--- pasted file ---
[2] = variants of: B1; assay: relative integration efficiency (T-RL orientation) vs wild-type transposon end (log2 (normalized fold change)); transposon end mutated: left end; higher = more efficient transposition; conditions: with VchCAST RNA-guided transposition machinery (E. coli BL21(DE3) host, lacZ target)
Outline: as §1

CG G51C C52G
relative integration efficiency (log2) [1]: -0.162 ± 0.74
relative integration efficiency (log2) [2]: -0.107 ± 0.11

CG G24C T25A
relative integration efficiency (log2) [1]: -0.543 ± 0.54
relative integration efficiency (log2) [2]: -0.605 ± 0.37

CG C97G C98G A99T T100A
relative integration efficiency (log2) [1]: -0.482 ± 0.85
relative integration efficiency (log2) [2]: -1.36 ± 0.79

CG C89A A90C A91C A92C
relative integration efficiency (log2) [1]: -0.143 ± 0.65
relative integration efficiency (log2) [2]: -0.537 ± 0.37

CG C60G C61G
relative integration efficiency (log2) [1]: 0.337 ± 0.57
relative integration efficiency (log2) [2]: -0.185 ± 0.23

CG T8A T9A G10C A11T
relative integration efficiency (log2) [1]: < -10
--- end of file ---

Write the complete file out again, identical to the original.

[2] = variants of: B1; assay: relative integration efficiency (T-RL orientation) vs wild-type transposon end (log2 (normalized fold change)); transposon end mutated: left end; higher = more efficient transposition; conditions: with VchCAST RNA-guided transposition machinery (E. coli BL21(DE3) host, lacZ target)
Outline: as §1

CG G51C C52G
relative integration efficiency (log2) [1]: -0.162 ± 0.74
relative integration efficiency (log2) [2]: -0.107 ± 0.11

CG G24C T25A
relative integration efficiency (log2) [1]: -0.543 ± 0.54
relative integration efficiency (log2) [2]: -0.605 ± 0.37

CG C97G C98G A99T T100A
relative integration efficiency (log2) [1]: -0.482 ± 0.85
relative integration efficiency (log2) [2]: -1.36 ± 0.79

CG C89A A90C A91C A92C
relative integration efficiency (log2) [1]: -0.143 ± 0.65
relative integration efficiency (log2) [2]: -0.537 ± 0.37

CG C60G C61G
relative integration efficiency (log2) [1]: 0.337 ± 0.57
relative integration efficiency (log2) [2]: -0.185 ± 0.23

CG T8A T9A G10C A11T
relative integration efficiency (log2) [1]: < -10